Soon after the Boston Marathon bombing in 2013, then-Kansas congressman Mike Pompeo said, “When the most devastating terrorist attacks on America in the last 20 years come overwhelmingly from people of a single faith and are performed in the name of that faith, a special obligation falls on those that are the leaders of that faith. Instead of responding, silence has made these Islamic leaders across America potentially complicit in these acts.”

Pompeo also has said he would not challenge Trump on matters of foreign policy.

But ol’ Rand is suddenly all in. The lone wolf has joined the pack.

Just what Paul gains from all this is open to speculation. He received nothing concrete from Trump in return for his vote, only assurances that Pompeo supports pulling out of Afghanistan. And as anyone who’s dealt with POTUS can tell you, his promises and assurances carry little, if any, value. As noted in a previous column here, Trump is one of those guys who would rather climb up a tree and tell a lie than stand on the ground and tell the truth. Yet Paul, despite all evidence, has chosen to trust him.

As noted in The American Conservative, which printed the piece that Paul used to announce his opposition:

“All Pompeo and Trump had to do to get Paul to flip was offer him some meaningless assurances that don’t require them to do anything. If Paul had at least extracted concessions from the administration on war powers or U.S. policy in Yemen or Syria or some commitment about other current issues, that might have made the decision to support Pompeo a little more tolerable. It would still have been a bad decision, but it wouldn’t have been a complete loss. Instead, Paul will get nothing except widespread derision for caving to pressure.”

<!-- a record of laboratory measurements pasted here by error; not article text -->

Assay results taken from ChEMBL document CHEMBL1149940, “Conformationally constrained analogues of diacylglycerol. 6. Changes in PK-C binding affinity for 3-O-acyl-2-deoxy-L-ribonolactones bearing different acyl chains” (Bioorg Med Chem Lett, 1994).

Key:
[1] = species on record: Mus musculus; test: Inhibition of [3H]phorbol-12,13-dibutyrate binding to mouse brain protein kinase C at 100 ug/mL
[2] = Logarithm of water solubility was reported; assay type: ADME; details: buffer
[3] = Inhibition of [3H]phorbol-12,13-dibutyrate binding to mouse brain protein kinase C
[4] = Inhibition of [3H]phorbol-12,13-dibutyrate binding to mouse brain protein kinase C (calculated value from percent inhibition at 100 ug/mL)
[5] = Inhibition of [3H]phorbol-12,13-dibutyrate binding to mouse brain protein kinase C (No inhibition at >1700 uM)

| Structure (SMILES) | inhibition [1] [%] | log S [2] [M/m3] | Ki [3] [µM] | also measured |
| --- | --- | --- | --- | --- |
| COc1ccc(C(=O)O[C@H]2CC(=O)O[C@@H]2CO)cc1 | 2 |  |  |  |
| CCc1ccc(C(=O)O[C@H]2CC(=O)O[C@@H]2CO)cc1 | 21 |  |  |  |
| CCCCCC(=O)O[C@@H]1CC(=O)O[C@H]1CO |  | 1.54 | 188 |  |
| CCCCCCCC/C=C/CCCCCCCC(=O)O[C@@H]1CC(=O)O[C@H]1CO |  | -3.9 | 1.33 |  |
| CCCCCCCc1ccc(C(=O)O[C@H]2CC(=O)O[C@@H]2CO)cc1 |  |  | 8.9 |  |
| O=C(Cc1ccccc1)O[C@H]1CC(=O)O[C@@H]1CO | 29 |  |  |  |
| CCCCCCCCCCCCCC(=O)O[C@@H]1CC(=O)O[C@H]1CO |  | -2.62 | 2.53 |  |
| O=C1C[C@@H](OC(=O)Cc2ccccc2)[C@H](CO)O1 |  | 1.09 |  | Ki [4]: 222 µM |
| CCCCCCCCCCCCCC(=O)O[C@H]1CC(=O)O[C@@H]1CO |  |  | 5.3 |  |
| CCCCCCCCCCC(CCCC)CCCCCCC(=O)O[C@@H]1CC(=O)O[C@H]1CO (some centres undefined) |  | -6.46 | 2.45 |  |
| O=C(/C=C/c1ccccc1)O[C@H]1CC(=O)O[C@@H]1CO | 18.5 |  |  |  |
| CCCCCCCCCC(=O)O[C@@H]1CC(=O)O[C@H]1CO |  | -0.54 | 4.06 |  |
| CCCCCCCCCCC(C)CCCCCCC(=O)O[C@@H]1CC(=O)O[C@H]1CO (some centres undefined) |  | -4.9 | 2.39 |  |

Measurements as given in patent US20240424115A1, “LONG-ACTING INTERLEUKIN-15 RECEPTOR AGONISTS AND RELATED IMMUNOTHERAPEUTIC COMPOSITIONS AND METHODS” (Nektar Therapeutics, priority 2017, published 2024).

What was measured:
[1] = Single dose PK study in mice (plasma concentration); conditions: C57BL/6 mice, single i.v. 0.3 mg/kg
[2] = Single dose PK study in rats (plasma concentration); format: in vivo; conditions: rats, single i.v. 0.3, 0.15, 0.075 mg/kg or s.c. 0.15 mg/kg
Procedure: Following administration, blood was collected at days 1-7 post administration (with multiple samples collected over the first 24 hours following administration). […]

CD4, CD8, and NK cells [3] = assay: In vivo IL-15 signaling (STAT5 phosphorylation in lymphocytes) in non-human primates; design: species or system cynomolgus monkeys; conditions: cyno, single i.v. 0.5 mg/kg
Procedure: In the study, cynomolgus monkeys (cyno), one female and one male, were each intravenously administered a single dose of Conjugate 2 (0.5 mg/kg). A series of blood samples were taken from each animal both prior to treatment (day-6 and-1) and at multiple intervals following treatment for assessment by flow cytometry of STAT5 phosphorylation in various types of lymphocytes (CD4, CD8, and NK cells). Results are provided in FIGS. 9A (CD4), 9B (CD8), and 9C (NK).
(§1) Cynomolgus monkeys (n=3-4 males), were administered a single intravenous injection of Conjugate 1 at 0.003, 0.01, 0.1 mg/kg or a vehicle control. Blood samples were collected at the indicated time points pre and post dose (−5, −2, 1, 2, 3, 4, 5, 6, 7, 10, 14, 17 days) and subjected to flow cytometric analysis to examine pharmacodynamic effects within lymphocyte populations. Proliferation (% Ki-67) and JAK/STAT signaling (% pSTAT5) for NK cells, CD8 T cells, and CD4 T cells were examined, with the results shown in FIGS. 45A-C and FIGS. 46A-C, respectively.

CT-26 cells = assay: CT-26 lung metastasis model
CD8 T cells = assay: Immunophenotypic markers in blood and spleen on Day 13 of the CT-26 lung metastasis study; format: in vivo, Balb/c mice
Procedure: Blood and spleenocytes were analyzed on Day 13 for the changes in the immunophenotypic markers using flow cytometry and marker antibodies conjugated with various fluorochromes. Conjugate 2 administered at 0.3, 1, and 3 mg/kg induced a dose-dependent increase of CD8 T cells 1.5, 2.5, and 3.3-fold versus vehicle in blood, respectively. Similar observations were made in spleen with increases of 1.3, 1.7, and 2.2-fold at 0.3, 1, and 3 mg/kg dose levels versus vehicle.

Paul could regain some credibility in short order. He has publicly announced his opposition to the nomination of Gina Haspel to succeed Pompeo as the nation’s chief spy. An agency veteran, Paul said Haspel operated a CIA “black site” in Thailand and destroyed evidence that the agency tortured individuals.

So he may vote against Haspel. Or he can cave again.

Regardless, it now seems like Henry Hill at the end of Martin Scorsese’s Goodfellas, Rand Paul is just another schnook.

The NKyTribune’s Washington columnist Bill Straub served 11 years as the Frankfort Bureau chief for The Kentucky Post. He also is the former White House/political correspondent for Scripps Howard News Service. A member of the Kentucky Journalism Hall of Fame, he currently resides in Silver Spring, Maryland, and writes frequently about the federal government and politics. Email him at williamgstraub@gmail.com.